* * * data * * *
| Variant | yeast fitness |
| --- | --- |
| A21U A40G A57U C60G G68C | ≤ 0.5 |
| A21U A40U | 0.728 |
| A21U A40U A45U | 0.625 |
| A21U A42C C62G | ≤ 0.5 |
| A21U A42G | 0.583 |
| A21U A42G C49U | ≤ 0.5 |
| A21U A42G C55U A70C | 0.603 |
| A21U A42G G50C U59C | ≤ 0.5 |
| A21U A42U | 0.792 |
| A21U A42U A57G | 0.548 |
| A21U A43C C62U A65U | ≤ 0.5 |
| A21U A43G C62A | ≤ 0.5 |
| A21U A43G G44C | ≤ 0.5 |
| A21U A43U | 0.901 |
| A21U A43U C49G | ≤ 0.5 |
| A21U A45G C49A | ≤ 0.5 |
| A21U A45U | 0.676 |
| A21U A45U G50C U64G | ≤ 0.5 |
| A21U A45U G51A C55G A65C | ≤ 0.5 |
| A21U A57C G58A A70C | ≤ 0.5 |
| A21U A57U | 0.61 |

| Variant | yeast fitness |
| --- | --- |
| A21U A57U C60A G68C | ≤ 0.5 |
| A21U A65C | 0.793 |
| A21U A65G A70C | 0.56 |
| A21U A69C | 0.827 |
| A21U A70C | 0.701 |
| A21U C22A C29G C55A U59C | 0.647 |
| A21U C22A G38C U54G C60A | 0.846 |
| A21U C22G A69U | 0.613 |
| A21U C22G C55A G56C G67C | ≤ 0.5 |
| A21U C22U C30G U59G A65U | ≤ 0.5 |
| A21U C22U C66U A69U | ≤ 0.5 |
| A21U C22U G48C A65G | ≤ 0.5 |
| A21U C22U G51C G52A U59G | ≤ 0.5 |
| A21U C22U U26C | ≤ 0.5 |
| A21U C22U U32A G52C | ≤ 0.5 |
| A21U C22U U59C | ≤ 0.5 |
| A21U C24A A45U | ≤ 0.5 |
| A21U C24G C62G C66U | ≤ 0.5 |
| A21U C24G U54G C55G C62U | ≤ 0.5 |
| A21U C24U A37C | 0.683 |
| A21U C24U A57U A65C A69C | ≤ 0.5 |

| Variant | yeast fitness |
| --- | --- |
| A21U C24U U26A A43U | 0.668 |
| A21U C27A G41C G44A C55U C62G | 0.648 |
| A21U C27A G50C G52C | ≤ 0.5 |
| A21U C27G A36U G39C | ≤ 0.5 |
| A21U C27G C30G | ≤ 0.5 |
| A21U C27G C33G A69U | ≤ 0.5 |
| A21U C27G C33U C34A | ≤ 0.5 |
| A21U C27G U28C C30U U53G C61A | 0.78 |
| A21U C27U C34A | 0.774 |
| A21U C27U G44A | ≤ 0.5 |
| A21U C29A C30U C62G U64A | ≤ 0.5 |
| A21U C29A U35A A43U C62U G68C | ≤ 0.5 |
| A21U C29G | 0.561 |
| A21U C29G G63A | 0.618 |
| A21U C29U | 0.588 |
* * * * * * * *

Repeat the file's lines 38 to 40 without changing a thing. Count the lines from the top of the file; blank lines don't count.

| A21U C22U G51C G52A U59G | ≤ 0.5 |
| A21U C22U U26C | ≤ 0.5 |
| A21U C22U U32A G52C | ≤ 0.5 |